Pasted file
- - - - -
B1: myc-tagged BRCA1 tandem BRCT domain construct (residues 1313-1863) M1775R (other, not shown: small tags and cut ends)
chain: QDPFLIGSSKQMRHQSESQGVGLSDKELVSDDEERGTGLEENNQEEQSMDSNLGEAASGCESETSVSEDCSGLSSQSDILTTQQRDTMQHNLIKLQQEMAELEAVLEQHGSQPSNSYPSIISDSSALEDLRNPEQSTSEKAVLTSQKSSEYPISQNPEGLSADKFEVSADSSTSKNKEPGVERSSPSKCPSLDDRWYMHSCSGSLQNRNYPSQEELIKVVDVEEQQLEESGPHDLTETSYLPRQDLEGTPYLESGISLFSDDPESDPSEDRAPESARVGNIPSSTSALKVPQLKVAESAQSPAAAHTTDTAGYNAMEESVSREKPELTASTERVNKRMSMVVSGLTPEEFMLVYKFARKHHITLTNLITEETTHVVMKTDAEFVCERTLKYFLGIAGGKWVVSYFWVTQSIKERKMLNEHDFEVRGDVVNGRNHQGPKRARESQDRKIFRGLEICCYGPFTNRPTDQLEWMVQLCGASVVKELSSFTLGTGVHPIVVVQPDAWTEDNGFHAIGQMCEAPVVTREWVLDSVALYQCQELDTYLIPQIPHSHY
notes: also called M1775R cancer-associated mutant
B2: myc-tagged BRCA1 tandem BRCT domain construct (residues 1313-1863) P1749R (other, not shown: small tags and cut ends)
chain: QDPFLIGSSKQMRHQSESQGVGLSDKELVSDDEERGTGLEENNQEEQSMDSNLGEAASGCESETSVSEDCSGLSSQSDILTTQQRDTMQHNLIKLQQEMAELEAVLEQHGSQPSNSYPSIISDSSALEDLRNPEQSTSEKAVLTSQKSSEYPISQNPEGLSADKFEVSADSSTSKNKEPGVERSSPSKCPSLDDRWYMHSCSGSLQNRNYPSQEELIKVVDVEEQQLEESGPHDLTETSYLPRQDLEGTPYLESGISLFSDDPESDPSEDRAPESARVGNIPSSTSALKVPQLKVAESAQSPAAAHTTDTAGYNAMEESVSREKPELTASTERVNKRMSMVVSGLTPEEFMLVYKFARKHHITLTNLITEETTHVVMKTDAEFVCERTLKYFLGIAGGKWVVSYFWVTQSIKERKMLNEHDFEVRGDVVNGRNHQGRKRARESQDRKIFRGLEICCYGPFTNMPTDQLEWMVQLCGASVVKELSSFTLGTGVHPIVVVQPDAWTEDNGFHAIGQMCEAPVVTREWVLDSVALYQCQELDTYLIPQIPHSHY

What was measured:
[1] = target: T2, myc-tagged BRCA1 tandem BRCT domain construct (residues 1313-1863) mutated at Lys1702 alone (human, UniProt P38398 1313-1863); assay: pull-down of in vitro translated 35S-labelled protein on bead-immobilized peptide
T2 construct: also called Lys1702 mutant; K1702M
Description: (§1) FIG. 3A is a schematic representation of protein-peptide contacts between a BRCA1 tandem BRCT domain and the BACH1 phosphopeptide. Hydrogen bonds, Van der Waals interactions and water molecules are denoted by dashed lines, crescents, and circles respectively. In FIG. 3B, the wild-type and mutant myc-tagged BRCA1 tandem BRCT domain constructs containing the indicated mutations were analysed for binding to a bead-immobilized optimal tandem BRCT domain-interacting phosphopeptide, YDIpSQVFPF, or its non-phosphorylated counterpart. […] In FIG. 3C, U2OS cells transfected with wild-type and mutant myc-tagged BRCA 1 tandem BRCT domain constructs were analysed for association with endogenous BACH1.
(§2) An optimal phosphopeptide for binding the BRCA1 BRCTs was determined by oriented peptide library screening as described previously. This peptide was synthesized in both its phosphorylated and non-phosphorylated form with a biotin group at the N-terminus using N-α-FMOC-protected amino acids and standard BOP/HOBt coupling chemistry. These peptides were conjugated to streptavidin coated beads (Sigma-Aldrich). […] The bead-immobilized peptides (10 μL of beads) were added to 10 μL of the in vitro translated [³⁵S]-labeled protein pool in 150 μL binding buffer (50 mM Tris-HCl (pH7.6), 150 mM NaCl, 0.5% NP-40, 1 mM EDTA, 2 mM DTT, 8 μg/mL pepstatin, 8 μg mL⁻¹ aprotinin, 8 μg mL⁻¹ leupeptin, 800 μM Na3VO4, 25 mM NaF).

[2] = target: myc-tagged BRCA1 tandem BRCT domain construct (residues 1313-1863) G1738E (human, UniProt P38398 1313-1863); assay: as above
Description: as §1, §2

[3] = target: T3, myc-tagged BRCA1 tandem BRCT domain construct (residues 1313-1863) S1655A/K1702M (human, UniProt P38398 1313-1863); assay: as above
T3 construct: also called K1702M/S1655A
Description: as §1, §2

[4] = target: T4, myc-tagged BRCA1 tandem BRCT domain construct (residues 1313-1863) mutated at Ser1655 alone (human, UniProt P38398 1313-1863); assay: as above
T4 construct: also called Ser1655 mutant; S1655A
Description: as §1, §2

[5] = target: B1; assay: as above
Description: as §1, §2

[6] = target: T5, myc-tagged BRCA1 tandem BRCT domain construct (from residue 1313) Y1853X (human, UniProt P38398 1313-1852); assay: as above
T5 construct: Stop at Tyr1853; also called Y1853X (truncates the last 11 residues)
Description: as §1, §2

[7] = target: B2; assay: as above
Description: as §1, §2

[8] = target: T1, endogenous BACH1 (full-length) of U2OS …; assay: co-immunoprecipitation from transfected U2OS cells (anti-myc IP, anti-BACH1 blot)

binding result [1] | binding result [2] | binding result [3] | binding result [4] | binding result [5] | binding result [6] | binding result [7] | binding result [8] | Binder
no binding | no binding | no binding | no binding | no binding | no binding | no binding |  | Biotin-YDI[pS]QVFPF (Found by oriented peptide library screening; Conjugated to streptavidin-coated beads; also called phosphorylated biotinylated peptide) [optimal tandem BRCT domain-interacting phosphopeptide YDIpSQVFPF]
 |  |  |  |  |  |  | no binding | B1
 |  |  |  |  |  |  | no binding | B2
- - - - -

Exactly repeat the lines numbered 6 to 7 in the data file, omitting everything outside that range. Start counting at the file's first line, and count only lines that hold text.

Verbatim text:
What was measured:
[1] = target: T2, myc-tagged BRCA1 tandem BRCT domain construct (residues 1313-1863) mutated at Lys1702 alone (human, UniProt P38398 1313-1863); assay: pull-down of in vitro translated 35S-labelled protein on bead-immobilized peptide